CAMDEN — A 14-year-old male lost in Camden Hills State Park walked out of the park on his own in the area of the Beveridge Farm on Turnpike Drive, which is on the border of the state park.

Multiple agencies responded to a call that came in at 12:15 p.m. to Knox County Regional Communications that an autistic and deaf student was missing from a group from the Maine Academy of Natural Sciences hiking in the State Park, according to Camden Fire Chief Chris Farley. The call came in from the intersection of the Megunticook Trail and Adams Lookout Trail, he said.

Camden Fire & Rescue, Camden Police, State Park rangers, Coastal Mountains Search & Rescue, Knox County Emergency Management Agency, Maine Wardens Service, including a number of Game Wardens and a Maine State Trooper, responded to the search.

Knox County Regional Communications sent its mobile command unit to the area. Rockland Fire and EMS responded to Farley’s request to bring their drone to aid in the search.

The teen was able to find his way out of the park around 1:45 p.m., Farley said.

Cheryl  and Steve Beveridge were at home on their farm on Turnpike Drive, when Cheryl saw a boy walking down the road. “I asked him how he was doing, and he said fine, but I could see he was a little lost,” she said.

They kept asking him questions, and figured someone might be looking for him, she said. Steve called dispatch, and they found out there was a search going on for the teen, who was autistic and wearing two hearings aids, she said.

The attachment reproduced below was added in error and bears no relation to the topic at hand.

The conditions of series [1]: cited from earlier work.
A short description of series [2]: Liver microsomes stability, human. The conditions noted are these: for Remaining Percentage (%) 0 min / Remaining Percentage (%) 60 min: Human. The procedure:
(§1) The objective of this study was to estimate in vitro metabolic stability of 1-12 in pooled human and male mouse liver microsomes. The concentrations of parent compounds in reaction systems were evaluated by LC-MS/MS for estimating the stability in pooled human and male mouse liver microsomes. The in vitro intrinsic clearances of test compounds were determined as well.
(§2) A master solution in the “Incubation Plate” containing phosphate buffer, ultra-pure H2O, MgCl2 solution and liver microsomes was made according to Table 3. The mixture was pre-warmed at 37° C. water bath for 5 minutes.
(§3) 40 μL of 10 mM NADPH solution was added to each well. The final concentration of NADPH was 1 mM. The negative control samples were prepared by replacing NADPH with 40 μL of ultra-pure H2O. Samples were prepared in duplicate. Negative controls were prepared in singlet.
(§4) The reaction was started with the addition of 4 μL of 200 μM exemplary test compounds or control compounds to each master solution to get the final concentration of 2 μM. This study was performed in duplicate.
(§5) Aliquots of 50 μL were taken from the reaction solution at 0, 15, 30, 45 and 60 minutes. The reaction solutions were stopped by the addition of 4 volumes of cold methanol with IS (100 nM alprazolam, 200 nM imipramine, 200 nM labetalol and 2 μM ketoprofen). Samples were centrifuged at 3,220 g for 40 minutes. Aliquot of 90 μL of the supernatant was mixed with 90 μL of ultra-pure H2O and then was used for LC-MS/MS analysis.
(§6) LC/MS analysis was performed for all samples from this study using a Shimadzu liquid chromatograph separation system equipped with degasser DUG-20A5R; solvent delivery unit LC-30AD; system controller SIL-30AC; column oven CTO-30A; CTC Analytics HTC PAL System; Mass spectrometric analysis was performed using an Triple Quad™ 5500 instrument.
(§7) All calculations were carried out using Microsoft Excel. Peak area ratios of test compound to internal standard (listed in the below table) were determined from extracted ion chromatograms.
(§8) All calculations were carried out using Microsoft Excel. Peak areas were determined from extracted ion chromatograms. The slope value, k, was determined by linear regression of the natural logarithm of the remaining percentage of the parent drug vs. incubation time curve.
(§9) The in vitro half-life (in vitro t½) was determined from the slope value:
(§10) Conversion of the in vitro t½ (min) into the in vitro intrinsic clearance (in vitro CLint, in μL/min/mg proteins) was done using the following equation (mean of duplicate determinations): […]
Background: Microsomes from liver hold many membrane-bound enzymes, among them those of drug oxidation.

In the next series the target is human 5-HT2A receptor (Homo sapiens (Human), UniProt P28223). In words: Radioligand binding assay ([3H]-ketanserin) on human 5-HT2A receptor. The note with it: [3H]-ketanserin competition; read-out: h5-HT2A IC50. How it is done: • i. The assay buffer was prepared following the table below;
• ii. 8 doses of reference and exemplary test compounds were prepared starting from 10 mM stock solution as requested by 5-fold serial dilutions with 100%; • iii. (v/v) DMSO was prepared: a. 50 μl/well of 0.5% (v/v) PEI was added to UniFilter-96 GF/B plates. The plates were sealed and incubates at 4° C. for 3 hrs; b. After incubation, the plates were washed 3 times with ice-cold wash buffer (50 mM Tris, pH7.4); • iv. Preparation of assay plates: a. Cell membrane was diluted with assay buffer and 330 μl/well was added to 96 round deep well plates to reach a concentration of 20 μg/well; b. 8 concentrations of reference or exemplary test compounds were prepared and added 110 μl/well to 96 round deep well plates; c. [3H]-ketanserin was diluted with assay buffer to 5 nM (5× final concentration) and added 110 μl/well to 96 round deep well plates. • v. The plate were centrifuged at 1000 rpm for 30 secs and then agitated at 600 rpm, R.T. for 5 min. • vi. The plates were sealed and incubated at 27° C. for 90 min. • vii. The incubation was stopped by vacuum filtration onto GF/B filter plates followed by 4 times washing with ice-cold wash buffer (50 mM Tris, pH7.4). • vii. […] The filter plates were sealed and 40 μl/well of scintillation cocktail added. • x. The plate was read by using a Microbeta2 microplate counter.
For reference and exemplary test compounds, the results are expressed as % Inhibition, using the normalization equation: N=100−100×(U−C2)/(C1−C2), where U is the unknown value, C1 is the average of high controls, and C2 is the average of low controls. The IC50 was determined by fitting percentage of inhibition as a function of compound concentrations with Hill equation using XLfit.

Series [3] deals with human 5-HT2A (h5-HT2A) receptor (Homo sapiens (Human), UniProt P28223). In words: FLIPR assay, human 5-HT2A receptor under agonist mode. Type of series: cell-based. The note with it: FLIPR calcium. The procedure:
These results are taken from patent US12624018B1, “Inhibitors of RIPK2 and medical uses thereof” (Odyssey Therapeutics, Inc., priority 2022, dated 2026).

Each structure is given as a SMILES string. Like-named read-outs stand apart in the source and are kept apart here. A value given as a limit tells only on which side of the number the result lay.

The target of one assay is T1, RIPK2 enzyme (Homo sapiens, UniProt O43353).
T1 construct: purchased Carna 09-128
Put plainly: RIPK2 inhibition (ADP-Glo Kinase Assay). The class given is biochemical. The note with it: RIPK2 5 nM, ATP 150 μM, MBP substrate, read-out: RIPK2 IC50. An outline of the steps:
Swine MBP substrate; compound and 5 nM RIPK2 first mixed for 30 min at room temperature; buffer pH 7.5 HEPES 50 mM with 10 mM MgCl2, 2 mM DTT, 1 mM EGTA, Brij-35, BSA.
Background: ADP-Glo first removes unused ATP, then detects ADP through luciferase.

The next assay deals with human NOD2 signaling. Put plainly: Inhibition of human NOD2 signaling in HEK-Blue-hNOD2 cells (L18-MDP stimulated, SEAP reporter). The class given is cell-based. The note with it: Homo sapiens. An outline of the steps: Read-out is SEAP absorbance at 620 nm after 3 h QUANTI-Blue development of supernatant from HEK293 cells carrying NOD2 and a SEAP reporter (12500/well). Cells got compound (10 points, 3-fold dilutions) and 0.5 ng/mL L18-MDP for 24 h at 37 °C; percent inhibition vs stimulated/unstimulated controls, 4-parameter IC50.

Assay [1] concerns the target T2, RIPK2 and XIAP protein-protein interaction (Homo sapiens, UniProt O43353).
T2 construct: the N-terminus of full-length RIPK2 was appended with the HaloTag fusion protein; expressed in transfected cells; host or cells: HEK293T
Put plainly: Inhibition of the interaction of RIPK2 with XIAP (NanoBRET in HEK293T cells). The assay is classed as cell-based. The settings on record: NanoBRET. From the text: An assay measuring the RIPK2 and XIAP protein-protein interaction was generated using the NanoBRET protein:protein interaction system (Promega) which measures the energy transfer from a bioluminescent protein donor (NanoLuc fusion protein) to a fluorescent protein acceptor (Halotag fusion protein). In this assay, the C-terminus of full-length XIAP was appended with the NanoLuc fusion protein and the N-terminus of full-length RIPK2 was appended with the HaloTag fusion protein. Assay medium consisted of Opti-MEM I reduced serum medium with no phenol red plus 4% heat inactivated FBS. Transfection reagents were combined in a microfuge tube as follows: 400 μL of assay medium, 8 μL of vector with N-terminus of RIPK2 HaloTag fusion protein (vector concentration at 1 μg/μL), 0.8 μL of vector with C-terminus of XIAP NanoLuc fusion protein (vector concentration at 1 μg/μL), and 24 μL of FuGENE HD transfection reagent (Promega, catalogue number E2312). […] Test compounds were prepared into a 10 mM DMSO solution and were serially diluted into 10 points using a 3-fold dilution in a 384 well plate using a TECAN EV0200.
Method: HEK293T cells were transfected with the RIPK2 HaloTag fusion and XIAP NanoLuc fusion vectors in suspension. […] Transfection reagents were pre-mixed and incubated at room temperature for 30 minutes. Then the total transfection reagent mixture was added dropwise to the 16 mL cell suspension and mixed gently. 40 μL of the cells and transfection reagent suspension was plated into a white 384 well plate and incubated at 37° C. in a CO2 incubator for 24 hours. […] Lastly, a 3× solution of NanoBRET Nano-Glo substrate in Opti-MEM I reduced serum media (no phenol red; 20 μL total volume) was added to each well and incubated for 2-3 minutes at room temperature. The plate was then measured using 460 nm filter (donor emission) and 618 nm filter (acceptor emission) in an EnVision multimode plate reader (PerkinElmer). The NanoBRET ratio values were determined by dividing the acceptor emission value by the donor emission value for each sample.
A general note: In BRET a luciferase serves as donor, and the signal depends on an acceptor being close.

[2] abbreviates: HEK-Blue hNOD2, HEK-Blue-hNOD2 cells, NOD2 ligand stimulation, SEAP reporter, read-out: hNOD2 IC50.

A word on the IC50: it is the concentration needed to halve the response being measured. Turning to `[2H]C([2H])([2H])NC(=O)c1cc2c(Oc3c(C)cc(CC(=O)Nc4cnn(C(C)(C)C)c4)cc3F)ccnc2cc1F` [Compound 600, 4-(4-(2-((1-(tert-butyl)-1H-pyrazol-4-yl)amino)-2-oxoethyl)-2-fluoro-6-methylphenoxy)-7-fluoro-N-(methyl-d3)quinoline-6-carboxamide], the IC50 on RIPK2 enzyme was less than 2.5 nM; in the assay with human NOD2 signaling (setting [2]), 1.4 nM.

They asked if he could eat sugar, and when he said he could, they gave him zucchini bread, strawberries and water. He was talkative and happy as a clam, Cheryl said.

She was very impressed he was led by his sense of direction down the mountain and out of the woods. “I thought he did a good job – to me what was so awesome is he kept his head about him, and it was unique that he was able to do that.”

Maine Warden Service Sergeant Justin Fowlie said just before he got to the area it was reported that the teen was located at the Turnpike Drive residence, and he went over to talk to him. The teen told Fowlie he got separated from the group, followed blue markers, went over the mountain and came down on the other side. Fowlie also described the teen as calm and happy to tell him his story.

The Warden Service is responsible for organizing and managing search and rescue operations, and partners with volunteer groups like Coastal Mountain Search & Rescue, which are vital to helping them with their mission, Fowlie said.

The Warden Service’s chief pilot was also on the way when the teenager was found. “Anytime we get a lost person, it’s high priority,” Fowlie said. “A child lost is super high importance.”